This was the best way for children to make amends

Internet trolls can be very cruel

Snide remarks are just like playground name-calling

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Those who suffered at the hands of a group of graffiti-spraying youngsters would have been well within their rights to demand they face prosecution.

The five children involved were responsible for causing hundreds of pounds of damage around Havant, Hayling Island, Leigh Park and Bedhampton.

The damage that they inflicted was an eyesore, but their behaviour also showed a distinct lack of care for the feelings of those whose property was defaced.

But would issuing them with a caution really have made the desired impact?

We think there was a far better option available in this case and the police officers involved in making sure that happened should be praised for the part they played.

Rather than ensure the youngsters received a slap on the wrist, they taught them a lesson that we hope they will be far more likely to remember.

With the approval of their parents, plus the businesses and homeowners involved, they were made to clean up the mess they had made.

They spent four days scrubbing the walls they had so carelessly defaced and also tidied other neglected areas around the borough.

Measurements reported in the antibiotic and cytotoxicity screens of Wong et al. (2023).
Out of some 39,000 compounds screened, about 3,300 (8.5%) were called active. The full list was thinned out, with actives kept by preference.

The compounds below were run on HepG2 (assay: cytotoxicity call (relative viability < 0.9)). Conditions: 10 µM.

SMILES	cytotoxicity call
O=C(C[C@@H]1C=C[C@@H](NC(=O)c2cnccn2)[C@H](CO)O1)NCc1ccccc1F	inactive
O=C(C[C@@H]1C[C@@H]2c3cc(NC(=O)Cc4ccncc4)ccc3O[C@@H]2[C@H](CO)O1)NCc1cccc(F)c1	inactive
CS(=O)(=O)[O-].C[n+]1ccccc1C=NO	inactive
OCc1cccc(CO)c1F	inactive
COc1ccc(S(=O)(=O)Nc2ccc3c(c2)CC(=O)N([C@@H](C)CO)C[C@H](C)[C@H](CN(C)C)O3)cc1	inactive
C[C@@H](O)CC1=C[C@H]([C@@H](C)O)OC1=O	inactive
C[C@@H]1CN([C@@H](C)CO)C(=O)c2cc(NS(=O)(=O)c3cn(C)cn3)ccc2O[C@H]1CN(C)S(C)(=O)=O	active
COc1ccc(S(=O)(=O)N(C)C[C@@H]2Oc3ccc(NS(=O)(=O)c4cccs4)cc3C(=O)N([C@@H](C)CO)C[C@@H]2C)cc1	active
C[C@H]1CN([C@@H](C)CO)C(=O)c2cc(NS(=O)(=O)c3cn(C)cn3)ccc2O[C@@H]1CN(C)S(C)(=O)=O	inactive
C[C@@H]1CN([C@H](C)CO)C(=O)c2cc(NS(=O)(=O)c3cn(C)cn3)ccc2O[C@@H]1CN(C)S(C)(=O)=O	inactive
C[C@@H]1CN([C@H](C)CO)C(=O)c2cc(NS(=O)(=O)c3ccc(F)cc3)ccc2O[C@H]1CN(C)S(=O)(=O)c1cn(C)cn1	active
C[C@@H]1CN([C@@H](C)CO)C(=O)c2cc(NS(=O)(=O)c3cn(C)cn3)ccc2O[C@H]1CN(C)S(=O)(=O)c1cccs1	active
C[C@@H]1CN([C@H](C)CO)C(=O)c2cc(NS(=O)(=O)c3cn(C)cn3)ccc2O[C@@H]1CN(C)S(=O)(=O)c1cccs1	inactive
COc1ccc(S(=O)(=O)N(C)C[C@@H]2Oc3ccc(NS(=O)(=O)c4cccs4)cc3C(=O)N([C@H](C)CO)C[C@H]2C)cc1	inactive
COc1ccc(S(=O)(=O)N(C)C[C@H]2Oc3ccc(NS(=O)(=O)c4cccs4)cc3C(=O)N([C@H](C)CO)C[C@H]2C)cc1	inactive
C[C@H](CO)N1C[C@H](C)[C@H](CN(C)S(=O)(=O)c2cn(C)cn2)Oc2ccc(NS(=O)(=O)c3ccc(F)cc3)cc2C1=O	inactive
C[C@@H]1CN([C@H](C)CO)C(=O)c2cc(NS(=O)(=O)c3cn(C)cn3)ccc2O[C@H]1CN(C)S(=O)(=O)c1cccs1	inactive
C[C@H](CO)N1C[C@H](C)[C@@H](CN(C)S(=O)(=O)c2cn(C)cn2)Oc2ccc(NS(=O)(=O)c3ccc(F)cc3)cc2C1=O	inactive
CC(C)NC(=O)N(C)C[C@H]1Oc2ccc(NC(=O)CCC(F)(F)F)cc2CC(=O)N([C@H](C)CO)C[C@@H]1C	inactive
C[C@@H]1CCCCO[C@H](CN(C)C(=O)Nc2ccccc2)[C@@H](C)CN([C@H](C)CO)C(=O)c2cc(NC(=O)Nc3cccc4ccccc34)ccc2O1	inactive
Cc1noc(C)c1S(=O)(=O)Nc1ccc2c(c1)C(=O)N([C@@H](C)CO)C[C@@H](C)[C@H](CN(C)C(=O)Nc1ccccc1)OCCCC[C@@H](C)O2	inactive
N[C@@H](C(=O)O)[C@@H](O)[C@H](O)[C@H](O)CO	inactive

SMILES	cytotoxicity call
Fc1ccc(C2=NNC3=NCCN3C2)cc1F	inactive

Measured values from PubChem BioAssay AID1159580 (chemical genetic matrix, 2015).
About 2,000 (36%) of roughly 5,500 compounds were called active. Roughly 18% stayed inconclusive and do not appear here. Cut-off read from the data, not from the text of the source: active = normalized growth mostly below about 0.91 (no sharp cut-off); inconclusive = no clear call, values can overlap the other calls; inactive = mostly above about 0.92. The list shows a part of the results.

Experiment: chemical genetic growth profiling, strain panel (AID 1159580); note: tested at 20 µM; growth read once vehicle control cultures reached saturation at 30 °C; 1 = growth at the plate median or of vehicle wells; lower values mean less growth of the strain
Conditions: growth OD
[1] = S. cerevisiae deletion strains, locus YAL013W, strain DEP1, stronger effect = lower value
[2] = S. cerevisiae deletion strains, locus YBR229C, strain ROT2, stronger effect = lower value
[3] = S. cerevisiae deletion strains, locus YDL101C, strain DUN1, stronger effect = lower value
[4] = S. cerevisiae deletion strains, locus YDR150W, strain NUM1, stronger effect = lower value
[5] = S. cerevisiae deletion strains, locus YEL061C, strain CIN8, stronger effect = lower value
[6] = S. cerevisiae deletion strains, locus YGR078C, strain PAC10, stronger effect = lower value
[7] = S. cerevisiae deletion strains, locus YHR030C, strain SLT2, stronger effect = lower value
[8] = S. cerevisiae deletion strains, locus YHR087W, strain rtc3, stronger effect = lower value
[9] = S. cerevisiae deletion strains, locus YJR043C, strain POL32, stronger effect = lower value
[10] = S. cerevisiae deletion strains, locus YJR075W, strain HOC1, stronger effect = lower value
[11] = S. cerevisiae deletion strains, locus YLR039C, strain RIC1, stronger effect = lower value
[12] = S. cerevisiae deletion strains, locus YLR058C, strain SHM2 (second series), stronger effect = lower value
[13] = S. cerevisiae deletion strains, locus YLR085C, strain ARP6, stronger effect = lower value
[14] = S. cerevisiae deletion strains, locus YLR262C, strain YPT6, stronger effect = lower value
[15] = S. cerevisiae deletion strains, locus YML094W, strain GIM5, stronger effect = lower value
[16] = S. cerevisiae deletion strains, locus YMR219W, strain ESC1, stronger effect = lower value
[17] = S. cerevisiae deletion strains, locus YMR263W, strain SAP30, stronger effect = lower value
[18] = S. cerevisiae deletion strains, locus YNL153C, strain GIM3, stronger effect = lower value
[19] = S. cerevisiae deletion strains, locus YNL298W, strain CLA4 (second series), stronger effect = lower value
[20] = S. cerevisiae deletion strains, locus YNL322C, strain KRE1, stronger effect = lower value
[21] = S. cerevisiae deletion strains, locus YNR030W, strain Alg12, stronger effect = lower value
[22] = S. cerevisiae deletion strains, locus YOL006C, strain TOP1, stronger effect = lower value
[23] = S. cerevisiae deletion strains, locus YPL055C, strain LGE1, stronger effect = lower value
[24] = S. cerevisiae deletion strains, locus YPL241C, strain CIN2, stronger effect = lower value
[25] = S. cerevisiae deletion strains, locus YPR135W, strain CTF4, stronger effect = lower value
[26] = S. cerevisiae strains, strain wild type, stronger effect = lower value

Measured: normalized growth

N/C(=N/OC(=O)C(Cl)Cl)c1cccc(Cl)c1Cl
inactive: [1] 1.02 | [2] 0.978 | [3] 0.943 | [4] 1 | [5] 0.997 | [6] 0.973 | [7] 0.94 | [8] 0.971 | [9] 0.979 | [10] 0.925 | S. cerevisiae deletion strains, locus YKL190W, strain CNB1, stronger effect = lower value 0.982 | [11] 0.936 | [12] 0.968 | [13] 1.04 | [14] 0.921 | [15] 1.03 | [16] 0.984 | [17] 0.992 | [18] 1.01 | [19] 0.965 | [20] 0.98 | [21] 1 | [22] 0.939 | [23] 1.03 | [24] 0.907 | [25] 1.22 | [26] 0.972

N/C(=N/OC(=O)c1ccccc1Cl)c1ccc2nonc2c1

No-one could think that those involved deserved to get off scot-free. But, as this example shows, paying for the crime doesn’t always have to mean what you might think.

There’s real value in reparation and this was a meaningful way of making sure that the young people involved got to think about the consequences of their actions.

It also sends out an important message to the community as a whole, who could see these children were trying to put right their wrong.

At the end of the day, we are talking about a group of young children. Their age doesn’t excuse their behaviour but it does afford the police some leeway in finding a punishment to fit the crime.

There will be those who think making them clean up their mess harks back to an old-fashioned style of dispensing justice.

But in this case, we’d say what’s so wrong with that?

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